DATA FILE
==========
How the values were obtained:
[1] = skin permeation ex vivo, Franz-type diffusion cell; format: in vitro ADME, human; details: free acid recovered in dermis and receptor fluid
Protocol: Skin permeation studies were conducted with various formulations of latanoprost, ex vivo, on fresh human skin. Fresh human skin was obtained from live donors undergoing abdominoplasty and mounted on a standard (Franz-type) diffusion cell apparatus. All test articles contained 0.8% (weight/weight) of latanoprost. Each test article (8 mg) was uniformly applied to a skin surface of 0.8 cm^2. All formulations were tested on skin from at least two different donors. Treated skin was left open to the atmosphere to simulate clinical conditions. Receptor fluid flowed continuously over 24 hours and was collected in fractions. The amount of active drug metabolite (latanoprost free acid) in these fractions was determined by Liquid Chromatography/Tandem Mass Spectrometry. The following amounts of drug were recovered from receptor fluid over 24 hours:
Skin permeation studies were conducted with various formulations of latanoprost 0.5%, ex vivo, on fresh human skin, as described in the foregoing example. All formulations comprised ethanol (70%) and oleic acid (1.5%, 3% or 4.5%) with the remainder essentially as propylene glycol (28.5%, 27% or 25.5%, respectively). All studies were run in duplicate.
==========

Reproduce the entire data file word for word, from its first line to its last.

How the values were obtained:
[1] = skin permeation ex vivo, Franz-type diffusion cell; format: in vitro ADME, human; details: free acid recovered in dermis and receptor fluid
Protocol: Skin permeation studies were conducted with various formulations of latanoprost, ex vivo, on fresh human skin. Fresh human skin was obtained from live donors undergoing abdominoplasty and mounted on a standard (Franz-type) diffusion cell apparatus. All test articles contained 0.8% (weight/weight) of latanoprost. Each test article (8 mg) was uniformly applied to a skin surface of 0.8 cm^2. All formulations were tested on skin from at least two different donors. Treated skin was left open to the atmosphere to simulate clinical conditions. Receptor fluid flowed continuously over 24 hours and was collected in fractions. The amount of active drug metabolite (latanoprost free acid) in these fractions was determined by Liquid Chromatography/Tandem Mass Spectrometry. The following amounts of drug were recovered from receptor fluid over 24 hours:
Skin permeation studies were conducted with various formulations of latanoprost 0.5%, ex vivo, on fresh human skin, as described in the foregoing example. All formulations comprised ethanol (70%) and oleic acid (1.5%, 3% or 4.5%) with the remainder essentially as propylene glycol (28.5%, 27% or 25.5%, respectively). All studies were run in duplicate.